The Chinese regime’s foreign ministry spokeswoman slams a scheduled U.N. virtual event on the repression of Uyghur Muslims and other minorities occurring in Xinjiang as an insult to the institution on May 10. This, after attempts to ambush it.
The Chinese regime urged U.N. member states to boycott the event prepared by Germany, the United States, and Britain that is planned for May 10.
Hua Chunying said, “The U.S. and the few countries it has assembled are abusing the resources and platform of the U.N. to smear and attack China to serve selfish political interests,” at a daily news conference in Beijing on May 10.
“This is a shameful travesty of the UN,” she said.
Then, Hua described the U.S. concerns about the Chinese Communist Party’s (CCP) coercive treatment of its own people as “a weasel paying respect to the hen without the best of intentions.”
In a note by its U.N. mission, dated May 6, the Chinese regime warned of more confrontation. “It is a politically motivated event … we request your mission NOT to participate in this anti-China event.” The CCP charged the organizers with wanting to “create division and turbulence and disrupt China’s development.”
The ambassadors of the U.S., Germany, and the U.K. will address the virtual U.N. event, along with the Human Rights Watch executive director, Ken Roth, and the Amnesty secretary general, Agnes Callamard.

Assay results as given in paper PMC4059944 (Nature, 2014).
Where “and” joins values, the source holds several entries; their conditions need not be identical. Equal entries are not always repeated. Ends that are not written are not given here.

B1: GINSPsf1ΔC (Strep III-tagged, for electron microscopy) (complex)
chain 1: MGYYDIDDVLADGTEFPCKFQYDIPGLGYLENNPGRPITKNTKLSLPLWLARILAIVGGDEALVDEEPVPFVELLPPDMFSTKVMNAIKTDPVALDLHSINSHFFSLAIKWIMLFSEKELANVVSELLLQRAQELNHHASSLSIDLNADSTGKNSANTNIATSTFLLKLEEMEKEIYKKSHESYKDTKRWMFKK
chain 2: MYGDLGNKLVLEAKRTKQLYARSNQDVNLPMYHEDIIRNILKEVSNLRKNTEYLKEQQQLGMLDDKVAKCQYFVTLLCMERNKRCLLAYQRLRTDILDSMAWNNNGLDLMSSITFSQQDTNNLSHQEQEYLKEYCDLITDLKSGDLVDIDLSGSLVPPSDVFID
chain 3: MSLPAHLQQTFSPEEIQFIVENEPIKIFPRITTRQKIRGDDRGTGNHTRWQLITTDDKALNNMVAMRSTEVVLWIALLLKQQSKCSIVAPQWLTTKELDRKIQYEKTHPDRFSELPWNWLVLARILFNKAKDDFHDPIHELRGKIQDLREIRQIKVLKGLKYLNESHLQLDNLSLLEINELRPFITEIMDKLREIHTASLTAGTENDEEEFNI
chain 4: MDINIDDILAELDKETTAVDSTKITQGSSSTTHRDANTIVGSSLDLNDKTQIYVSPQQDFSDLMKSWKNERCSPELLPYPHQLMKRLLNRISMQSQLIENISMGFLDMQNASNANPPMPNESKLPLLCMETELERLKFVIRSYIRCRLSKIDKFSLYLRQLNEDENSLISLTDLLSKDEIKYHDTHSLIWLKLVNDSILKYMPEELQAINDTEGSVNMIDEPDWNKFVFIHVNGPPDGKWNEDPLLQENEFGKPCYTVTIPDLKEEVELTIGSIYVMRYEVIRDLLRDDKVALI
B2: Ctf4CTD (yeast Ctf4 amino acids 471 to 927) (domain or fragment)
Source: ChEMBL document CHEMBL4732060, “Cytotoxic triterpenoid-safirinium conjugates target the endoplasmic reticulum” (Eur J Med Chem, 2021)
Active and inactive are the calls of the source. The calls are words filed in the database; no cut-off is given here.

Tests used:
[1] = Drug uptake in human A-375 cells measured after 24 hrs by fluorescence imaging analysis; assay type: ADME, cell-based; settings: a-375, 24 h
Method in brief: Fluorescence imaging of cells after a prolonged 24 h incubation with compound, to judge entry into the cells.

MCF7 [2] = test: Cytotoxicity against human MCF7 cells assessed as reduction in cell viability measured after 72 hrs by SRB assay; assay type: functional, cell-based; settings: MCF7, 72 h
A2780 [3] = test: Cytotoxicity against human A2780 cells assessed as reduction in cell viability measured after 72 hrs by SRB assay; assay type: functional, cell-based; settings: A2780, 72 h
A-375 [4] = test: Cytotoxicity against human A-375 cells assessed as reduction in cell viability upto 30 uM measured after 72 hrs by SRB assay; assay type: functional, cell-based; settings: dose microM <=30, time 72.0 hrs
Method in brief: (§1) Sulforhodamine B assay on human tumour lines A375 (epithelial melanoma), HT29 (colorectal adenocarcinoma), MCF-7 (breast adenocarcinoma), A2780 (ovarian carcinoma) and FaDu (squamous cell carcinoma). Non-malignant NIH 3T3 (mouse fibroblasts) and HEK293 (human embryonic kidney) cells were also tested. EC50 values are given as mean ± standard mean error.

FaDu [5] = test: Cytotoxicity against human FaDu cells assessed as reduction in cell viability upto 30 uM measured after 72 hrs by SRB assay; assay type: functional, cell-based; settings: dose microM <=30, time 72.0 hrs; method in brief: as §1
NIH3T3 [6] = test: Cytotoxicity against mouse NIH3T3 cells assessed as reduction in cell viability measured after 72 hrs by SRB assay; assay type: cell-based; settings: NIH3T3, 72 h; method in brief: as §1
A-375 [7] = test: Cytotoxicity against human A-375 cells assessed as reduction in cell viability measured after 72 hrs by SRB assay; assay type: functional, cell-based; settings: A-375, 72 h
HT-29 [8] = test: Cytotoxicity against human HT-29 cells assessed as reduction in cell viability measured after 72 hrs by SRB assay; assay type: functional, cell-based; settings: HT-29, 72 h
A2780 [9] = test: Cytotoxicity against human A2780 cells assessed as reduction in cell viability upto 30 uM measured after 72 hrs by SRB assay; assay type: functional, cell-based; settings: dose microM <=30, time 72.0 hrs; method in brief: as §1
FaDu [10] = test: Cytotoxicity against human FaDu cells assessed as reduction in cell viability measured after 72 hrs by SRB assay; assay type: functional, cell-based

The aim of the event, as stated in the invitation, is to “discuss how the UN system, member states, and civil society can support and advocate for the human rights of members of ethnic Turkic communities in Xinjiang.”
According to activists and human rights experts, more than one million Uyghurs, and other ethnic minorities, have been held in Chinese internment camps since 2017, which the communist regime defends as “vocational training schools.”
Such facilities are accused of being used to forcibly assimilate ethnic minorities, including local officials and intellectuals, sometimes through torture and forced labor. Mass rapes and the forced sterilization of women are also alleged to take place in the camps.
Foreign ministers from the U.K., Germany, and other members of the G7 group of countries meeting in London unequivocally condemned “human rights violations and abuses in Xinjiang and in Tibet, especially the targeting of Uyghurs, members of other ethnic and religious minority groups, and the existence of a large-scale network of ‘political re-education camps,’ and reports of forced labor systems and forced sterilization.”
In January, Washington banned the import of cotton and tomato products from Xinjiang over allegations of forced labor.
The CCP has denied and accused the critics from western countries of pushing an anti-China agenda.
Reuters contributed to this report.